AMD has committed to develop a line of Opteron server chips based on the 64-bit ARM processor architecture.
The company said that the chips would compliment its existing line of x86 Opteron processors and could arrive by 2014. AMD said that it plans to pair the ARM architecture with its recently-acquired SeaMicro FreedomFabric platform to connect and scale the chips in cluster deployments.
The processors would aim to provide cloud service providers and web application vendors with a low-power, massively scalable processor to power large-scale datacentres and server farms.
AMD president and chief executive Rory Read described the ARM project as part of an "ambidextrous" strategy from the company which would seek to fill a small but growing niche in the server space.
The company estimates that in the coming years an ARM processor line could account for more than one tenth of the total server space.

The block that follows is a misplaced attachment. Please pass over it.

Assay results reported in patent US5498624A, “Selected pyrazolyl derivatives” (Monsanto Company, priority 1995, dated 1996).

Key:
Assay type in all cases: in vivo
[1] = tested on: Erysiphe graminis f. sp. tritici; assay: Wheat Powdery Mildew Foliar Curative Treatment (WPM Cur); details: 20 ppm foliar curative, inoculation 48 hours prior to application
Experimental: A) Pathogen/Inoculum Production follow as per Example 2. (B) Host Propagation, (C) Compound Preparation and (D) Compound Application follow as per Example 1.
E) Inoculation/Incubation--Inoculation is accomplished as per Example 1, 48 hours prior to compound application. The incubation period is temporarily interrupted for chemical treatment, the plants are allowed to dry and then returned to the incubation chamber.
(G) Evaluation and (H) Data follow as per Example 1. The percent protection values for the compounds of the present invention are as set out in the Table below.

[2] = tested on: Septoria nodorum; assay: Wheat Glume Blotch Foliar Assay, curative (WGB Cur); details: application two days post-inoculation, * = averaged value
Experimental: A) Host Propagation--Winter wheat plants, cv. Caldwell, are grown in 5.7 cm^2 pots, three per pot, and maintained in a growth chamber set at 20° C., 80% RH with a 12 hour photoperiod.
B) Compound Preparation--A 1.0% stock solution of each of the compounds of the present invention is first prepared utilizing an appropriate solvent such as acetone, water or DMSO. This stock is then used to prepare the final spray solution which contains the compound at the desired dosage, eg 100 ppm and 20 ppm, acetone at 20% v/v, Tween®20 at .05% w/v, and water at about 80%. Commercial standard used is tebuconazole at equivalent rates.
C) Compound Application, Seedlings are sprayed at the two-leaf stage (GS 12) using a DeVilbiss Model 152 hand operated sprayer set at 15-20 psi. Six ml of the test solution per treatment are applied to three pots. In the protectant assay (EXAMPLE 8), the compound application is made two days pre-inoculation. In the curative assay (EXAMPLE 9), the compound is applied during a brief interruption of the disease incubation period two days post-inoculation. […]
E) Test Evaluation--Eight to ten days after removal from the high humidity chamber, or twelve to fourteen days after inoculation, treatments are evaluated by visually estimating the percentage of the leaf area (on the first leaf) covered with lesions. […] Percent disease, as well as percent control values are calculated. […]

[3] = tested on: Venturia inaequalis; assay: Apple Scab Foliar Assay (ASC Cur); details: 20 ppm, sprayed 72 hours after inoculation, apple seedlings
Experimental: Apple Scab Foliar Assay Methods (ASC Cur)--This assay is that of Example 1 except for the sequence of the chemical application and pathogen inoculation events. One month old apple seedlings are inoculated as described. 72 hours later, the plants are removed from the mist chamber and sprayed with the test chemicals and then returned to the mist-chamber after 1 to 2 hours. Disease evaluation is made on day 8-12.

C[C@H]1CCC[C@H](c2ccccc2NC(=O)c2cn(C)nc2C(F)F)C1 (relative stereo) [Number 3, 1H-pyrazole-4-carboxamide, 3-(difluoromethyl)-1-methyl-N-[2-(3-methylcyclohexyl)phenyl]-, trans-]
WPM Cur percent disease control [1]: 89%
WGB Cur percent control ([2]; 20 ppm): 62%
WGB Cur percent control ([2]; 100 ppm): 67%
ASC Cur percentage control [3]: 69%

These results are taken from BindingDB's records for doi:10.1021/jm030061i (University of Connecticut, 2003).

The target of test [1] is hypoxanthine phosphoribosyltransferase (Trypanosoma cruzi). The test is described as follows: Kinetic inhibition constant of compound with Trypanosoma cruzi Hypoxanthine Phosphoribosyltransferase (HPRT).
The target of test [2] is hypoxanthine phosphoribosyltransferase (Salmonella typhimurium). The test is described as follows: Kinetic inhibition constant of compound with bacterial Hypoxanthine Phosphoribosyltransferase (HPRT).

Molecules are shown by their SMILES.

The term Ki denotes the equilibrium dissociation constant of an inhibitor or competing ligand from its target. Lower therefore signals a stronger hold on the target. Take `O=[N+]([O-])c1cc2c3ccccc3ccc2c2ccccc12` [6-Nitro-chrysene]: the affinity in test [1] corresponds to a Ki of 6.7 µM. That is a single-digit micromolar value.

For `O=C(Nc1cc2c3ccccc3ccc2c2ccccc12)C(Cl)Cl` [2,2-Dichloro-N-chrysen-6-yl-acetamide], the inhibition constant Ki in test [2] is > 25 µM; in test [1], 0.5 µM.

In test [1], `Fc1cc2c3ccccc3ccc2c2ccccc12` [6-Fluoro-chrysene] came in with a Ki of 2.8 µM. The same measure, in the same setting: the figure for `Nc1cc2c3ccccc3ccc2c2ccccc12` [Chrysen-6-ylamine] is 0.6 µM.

"There is no doubt that cloud changes everything," Read told reporters at a conference in San Francisco.
The market for low-power processors has heated up in recent years as companies have deployed specialised servers en-masse to support web applications. AMD rival Intel has opted to stay with the x86 architecture to power its Atom processors.
Charles King, principal analyst with research firm Pund-IT, told V3 that AMD's ambitious projections for the ARM processor market over the next several years are not far off from those of third-party analysts.
"That seems reasonable," he said, "especially if companies like Facebook and Amazon continue to be as optimistic and bullish on ARM as they appear to be."
While there will likely be a strong market for the chips, King said that the battle between x86 and ARM could in part be decided by developers.
"I think Intel has made a very compelling argument to many of its OEM and ISV partners that the notion of embracing a highly efficient x86 architecture like Atom would be less problematic than porting to ARM," the analyst noted.
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